‘I had my first ever panic attack watching a CSE film at school’ – another letter for #nomoreCSEfilms

Tonight, I received another letter from a young person harmed by CSE (child sexual exploitation) films and productions.

We have already heard from Faye* who was harmed by the unethical showing of CSE films after she was abused: https://victimfocus.wordpress.com/2018/01/08/i-was-shown-a-cse-film-after-i-was-raped-i-harmed-myself-that-night-another-letter-supporting-nomorecsefilms/ 

And we have heard the story of Kate, who was harmed by the unethical and blaming use of CSE resources: https://victimfocus.wordpress.com/2017/11/14/you-showed-me-a-cse-film-when-i-was-13-years-old-this-is-how-it-affected-me-a-letter-to-support-nomorecsefilms/ 

I am compiling evidence from all over the UK that the showing of films containing rape and abuse of children, to children and adolescents in their thousands – is abusive and oppressive practice. The campaign is under #nomoreCSEfilms on twitter and google searches.

I have said before, that whilst this campaign is incredibly important to me, it always gives me a hollow, sinking feeling to read accounts like the one in this blog. Like the ones that have gone before it. Like the 90 I have already collected. Like the one I received this weekend from the mother of an 11 year old girl who was traumatised by a film showing the rape of a child in school.

I implore professionals, parents and policy makers to stop this practice immediately and to stop the making, selling and buying of these products with immediate effect.

Please read this letter from Josie* and think about the harm we are doing to thousands of children.

***************************************************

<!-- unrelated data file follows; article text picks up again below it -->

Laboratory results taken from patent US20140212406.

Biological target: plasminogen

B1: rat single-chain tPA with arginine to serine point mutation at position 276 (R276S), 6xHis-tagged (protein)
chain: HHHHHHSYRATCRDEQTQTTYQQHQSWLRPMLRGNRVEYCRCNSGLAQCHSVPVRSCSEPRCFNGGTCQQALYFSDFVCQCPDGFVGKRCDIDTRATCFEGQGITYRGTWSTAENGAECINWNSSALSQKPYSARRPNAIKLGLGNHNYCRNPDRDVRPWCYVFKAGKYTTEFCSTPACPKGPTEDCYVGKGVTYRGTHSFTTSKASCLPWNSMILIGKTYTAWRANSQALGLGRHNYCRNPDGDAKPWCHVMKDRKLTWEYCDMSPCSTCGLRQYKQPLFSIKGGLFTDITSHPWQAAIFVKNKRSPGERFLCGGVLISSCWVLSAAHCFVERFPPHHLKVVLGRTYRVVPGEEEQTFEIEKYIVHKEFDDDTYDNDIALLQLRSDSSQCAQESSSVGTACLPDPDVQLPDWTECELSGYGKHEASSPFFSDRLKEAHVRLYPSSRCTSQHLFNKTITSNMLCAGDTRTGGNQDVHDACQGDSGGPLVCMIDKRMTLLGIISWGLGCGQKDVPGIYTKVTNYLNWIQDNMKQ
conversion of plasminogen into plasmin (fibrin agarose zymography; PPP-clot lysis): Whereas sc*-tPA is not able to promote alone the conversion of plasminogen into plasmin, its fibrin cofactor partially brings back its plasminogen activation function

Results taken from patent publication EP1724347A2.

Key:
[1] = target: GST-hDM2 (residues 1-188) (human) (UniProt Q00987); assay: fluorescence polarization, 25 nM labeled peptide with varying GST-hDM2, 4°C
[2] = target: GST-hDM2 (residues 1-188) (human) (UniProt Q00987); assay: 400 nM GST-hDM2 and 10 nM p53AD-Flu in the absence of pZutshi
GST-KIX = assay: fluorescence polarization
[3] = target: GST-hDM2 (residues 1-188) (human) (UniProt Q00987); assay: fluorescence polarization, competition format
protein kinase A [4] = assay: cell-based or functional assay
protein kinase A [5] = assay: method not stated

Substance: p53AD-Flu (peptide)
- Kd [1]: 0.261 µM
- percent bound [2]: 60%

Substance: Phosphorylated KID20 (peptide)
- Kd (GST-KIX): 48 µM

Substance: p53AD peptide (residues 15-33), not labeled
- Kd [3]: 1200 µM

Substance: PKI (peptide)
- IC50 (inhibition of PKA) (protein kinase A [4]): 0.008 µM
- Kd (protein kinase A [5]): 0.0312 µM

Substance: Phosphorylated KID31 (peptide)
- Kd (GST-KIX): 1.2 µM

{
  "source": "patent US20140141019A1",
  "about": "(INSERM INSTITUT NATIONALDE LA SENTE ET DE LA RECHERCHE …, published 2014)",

Dear Jessica, 

So when I was little, I was abused and trafficked. It started when I was 5, and continued until I was in my late teens. It was violent and systematic. I never told anyone, and that is partly due to the CSE resources I was shown growing up.

 

The first time I ever saw a CSE resource, I was eleven. It was a drama production performed by a travelling company that came into schools. A young teenage girl was depicted as being groomed and eventually raped by an older man. I was so confused. We had never had a lesson on sex education, much less consent, and while I knew what was happening to me was wrong,  I had no idea how to explain it.

 

The atmosphere in the school hall we were shoved into could’ve been cut with a knife. They hadn’t singled any of us out as being ‘at risk’, but it definitely felt like it. I don’t think I breathed the whole time I was sat there. My eyes didn’t move from my lap, and my hands were red raw from wringing them so tightly, trying anything I could to distract from the scene unfolding in front of me. And I wasn’t the only one. Across the hall were other girls having the same trauma response. From those staring at the ground wanting it to swallow them up to others glancing from door to door looking for the closest exit. I didn’t meet anyone’s eye for fear that my dirty secret was about to be uncovered in front of my whole year.

That was the first time I had a panic attack. I wasn’t sure why at the time but I felt the need to run as far and as fast as possible. Things that I’d tried so hard to forget were flashing in front of my eyes.

 

Towards the end of the assembly, a well meaning teacher stood up and told us we now knew the signs to look out for, and with that, we’d been officially ‘educated’. She sent us off to our respective classes with a smile , but it felt like she was looking right into my soul.